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A Study Of Inquiry Based Informal Science Education In An Urban High School Physics Class

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2010 Annual Conference & Exposition


Louisville, Kentucky

Publication Date

June 20, 2010

Start Date

June 20, 2010

End Date

June 23, 2010



Conference Session

Technological Literacy and K-12 Engineering

Tagged Division

K-12 & Pre-College Engineering

Page Count


Page Numbers

15.96.1 - 15.96.14



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Paper Authors

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Adam Wathen Georgia Institute of Technology

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William Hunt Georgia Institute of Technology


Donna Llewellyn Georgia Institute of Technology

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Dr. Donna C. Llewellyn is the Director of the Center for the Enhancement of Teaching and Learning (CETL)at Georgia Tech. Donna received her B.A. in Mathematics from Swarthmore College, her M.S. in Operations Research from Stanford University, and her Ph.D. in Operations Research from Cornell University. After working as a faculty member in the School of Industrial and Systems Engineering at Georgia Tech, she changed career paths to lead CETL where she works with faculty, instructors, and graduate students to help them teach effectively so that our students can learn.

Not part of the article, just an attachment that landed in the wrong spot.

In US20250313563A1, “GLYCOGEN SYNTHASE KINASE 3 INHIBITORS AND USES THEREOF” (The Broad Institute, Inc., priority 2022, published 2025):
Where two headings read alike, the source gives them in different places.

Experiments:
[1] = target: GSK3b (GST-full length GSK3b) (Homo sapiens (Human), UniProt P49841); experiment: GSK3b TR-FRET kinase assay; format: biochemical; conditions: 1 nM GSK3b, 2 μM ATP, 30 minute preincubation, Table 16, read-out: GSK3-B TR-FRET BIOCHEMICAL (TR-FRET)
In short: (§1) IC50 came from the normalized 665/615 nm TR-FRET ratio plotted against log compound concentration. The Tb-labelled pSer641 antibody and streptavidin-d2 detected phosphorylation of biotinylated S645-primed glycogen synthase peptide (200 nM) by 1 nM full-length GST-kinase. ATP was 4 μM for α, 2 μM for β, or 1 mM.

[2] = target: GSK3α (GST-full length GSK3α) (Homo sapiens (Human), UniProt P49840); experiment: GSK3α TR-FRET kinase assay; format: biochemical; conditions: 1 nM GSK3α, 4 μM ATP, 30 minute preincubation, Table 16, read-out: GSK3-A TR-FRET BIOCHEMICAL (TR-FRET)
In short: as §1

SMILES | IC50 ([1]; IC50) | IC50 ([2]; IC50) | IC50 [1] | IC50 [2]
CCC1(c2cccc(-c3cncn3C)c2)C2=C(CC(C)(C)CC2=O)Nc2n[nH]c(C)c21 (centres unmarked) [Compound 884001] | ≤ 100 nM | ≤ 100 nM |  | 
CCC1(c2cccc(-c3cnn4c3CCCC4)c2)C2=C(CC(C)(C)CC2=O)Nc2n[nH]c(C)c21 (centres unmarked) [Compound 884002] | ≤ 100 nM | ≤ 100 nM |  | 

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Peter Ludovice Georgia Institute of Technology


Marion Usselman Georgia Institute of Technology

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Dr. Marion C. Usselman is Associate Director for Academic Outreach at the Center for Education Integrating Science, Mathematics and Computing (CEISMC) at the Georgia Institute of Technology. Marion received her Ph.D. in biophysics from Johns Hopkins University and taught biology at the University of North Carolina, Charlotte. She focuses on equity and access issues in education and K-12 educational reform. She is the co-PI of the STEP program.